“S&P”: Saudi and UAE banks are least affected by the Russian-Ukrainian conflict
Standard & Poor’s Global (S&P) expects rated banks in the Middle East and Africa to suffer “minor direct repercussions” from the Russian-Ukrainian war due to their limited dealings with their Russian and Ukrainian counterparts.
It expects the Turkish and Tunisian banking sectors to be most likely to suffer negative spillovers, while it expects the banks in Saudi, the UAE, and South Africa to remain relatively isolated.
In a report entitled “Banks in the Middle East and Africa”, Dr. Muhammad Al-Dammak, an analyst at Standard & Poor’s, identifies diverse exposure to the Russian-Ukrainian conflict. The main indirect effects of the conflict on banks in the Middle East and Africa are as follows:
- High oil prices will strengthen oil-exporting economies and impact oil-importing countries.
- High food prices lead to inflationary pressures and a current account deficit.
- Increasing investors’ aversion to risk may increase the vulnerability of banking systems with large net external debt.
And “Economy Middle East” sheds light on the performance of some countries, as mentioned in the report:
The report expects the Saudi economy will continue to recover during 2022, supported by high oil prices and the restoration of production volumes, expecting that the non-oil economy will benefit from Vision 2030.
Standard & Poor’s does not expect a direct impact of the war in Ukraine on the asset quality indicators of Saudi banks rated with it. It says that the quality of assets improved in 2021 as a result of the availability of strong provisions.
Doubtful loans amounted to 1.7 percent at the end of 2021, down from 1.2 percent a year earlier. As for the coverage of these loans with provisions, it improved by 181.1 percent from 165.4 percent.
On the profitability front, the report expects an increase in net income of 11.5 percent and a 1.1 increase in return on assets for each increase of 100 basis points in interest rates.
It points out that losses declined in 2021 due to the improvement of the macroeconomic environment.
It notes that the banking sector in the Kingdom has a net total position of foreign assets.
The report expects that UAE banks will remain safe from the negative economic repercussions resulting from the Ukrainian war, so that they will have only a limited or slight impact on the country’s banks, due to the huge capabilities available to the UAE government, as well as the government’s desire and strong readiness to provide the banking sector with support when needed.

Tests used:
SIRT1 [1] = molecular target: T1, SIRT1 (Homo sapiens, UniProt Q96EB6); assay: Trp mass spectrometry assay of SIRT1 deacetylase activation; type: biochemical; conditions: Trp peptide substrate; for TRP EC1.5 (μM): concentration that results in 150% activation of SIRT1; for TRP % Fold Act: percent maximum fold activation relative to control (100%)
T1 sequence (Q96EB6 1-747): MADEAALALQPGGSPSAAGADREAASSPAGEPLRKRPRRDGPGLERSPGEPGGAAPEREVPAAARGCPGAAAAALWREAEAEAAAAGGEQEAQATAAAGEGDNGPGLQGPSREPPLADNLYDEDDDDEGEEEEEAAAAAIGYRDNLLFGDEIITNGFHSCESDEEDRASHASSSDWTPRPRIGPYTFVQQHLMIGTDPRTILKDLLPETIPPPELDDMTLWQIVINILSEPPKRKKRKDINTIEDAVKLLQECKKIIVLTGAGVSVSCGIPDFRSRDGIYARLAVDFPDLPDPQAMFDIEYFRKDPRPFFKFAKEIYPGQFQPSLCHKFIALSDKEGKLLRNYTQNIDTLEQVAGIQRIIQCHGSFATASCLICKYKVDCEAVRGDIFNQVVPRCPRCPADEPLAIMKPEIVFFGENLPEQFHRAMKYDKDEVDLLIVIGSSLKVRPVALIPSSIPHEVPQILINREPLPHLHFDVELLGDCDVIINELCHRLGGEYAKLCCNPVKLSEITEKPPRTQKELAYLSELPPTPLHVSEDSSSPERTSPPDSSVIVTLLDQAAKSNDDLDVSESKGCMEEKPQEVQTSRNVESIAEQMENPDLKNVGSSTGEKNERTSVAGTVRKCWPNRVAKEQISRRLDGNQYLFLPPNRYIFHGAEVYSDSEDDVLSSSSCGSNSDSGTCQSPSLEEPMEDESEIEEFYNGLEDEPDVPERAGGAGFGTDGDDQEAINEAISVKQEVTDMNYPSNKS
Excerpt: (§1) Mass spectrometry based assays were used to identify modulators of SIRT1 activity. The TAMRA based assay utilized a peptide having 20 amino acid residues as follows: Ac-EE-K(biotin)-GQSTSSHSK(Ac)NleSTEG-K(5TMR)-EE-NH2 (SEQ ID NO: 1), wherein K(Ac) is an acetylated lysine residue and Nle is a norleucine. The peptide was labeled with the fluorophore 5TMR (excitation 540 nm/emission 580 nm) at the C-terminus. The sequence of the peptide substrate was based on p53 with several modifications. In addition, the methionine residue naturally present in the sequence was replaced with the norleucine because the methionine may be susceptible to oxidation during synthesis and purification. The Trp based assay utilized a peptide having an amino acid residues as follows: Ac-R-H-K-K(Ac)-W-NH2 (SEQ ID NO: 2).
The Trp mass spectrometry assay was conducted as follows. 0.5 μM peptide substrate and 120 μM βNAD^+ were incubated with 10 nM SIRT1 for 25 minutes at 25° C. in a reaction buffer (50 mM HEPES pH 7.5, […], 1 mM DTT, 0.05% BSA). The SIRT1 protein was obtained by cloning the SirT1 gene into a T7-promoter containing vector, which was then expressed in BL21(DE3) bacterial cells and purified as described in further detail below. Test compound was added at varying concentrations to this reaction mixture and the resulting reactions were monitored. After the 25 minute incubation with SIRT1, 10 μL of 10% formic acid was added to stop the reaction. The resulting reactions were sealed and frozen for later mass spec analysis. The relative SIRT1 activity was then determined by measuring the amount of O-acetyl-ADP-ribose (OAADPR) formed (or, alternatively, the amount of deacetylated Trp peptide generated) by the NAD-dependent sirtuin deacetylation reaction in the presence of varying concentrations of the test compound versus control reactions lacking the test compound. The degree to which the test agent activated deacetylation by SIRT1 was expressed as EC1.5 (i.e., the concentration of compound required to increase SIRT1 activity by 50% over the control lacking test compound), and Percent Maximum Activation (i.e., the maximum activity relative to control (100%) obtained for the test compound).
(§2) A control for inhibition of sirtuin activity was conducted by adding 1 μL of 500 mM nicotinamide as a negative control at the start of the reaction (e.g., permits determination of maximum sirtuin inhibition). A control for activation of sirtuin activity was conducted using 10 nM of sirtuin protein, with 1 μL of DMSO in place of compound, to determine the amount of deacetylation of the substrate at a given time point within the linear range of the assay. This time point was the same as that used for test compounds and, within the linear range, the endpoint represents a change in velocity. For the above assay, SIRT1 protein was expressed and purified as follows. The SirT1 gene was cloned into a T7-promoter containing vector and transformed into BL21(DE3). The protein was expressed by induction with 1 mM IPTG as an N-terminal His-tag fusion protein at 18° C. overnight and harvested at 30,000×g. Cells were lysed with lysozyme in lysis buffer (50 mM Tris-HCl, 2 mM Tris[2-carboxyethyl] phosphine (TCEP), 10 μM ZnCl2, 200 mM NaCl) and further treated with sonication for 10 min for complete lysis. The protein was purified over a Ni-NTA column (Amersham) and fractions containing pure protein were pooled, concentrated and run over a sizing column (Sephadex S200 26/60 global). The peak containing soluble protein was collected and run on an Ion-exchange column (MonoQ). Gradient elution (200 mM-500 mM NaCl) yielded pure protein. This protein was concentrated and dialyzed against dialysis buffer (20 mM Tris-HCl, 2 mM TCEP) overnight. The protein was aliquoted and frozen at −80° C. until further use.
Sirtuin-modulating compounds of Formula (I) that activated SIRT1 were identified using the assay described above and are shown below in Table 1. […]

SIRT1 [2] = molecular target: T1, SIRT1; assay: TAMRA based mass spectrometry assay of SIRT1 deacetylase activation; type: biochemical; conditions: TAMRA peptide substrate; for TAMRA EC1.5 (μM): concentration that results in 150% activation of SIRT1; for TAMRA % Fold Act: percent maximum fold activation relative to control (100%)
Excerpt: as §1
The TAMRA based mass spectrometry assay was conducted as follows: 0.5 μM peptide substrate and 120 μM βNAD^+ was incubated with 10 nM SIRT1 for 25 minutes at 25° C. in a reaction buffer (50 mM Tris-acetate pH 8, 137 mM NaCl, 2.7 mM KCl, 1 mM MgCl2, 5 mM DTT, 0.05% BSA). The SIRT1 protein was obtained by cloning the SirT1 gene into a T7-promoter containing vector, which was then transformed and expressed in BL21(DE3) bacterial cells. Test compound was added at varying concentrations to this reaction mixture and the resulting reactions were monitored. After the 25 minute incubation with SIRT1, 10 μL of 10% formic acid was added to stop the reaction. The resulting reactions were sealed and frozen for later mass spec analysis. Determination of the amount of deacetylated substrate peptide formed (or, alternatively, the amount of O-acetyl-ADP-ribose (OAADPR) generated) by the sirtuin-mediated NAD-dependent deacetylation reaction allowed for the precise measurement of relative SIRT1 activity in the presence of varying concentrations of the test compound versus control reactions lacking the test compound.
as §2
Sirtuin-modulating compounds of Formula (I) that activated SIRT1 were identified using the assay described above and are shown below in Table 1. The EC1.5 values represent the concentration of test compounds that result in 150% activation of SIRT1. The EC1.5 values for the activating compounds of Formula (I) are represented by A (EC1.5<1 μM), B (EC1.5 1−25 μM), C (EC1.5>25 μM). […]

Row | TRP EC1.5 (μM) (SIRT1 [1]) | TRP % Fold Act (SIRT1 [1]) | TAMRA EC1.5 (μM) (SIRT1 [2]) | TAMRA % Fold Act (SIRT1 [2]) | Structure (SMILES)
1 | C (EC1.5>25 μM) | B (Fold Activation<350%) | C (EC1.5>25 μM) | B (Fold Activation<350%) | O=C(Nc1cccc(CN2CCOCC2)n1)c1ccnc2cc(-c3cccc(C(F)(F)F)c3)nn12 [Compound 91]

It is noteworthy that the rise in oil prices will raise the levels of confidence in the country’s economy, and high oil revenues will accelerate the pace of economic growth in the country.
The Real GDP of the UAE is expected to grow this year by 3.8 percent in 2022. The report touched on the levels of growth in lending in the banking sector in the UAE, and it is expected that the accelerated economic growth in the country, in turn, will accelerate the pace of growth in lending.
It states that the exposure levels of UAE banks included in S&P Global ratings to Russian or Ukrainian banks are minimal. Accordingly, the report does not see any significant direct effects of the Ukrainian crisis on the quality of assets owned by the rated UAE banks.
With regard to the expected profitability levels for UAE banks, the report expected them to rise supported by higher interest rates.
The net income of UAE banks is also expected to increase by 15 percent, while the return on assets owned by these banks will rise by 1.4 percent for every 100 basis points increase in interest rates applicable to UAE banks.
Standard & Poor’s says that risks related to Qatar’s external financing are increasing, despite banks’ attempts to increase maturities and stabilize deposits for non-residents.
But S&P notes that the Qatari government has great ability and willingness to provide support, if necessary, to banks in the event they are affected by crises.
It is likely that investment in Qatar will continue to coincide with the World Cup hosted by Qatar this year, with expectations of an economic expansion of about 4 percent in 2022.
This is supported by high vaccination rates and elevated hydrocarbon prices.
With regard to exposure to Russian-Ukrainian assets, the agency clarified that rated Qatari banks have minimum direct exposure to Russian or Ukrainian parties, and it is likely that they will not see any significant direct effects of the conflict on their asset quality indicators, as the quality of assets will remain flexible.
It adds that higher oil prices will support economic recovery, noting that hotels and real estate represent nearly a third of banks’ exposure to non-performing loans, with expectations that they will constitute 3.3 percent in 2022, up from 2.9 percent in 2019.
Regarding the return of credit losses to normal during the next 12-24 months, it is likely that these losses will be based on 90 basis points in 2022, compared to 100 basis points in 2021 and 2020.
Standard & Poor’s notes that the profitability of Qatari banks will benefit from high-interest rates, pointing out that external financing may be “volatile” in times of economic or geopolitical instability, but the country’s ability and willingness to provide support greatly mitigate these risks.
The agency expects that the net external debt of Qatari banks will finance approximately 45-46 percent of domestic loans over the next two years, up from 38 percent in 2020.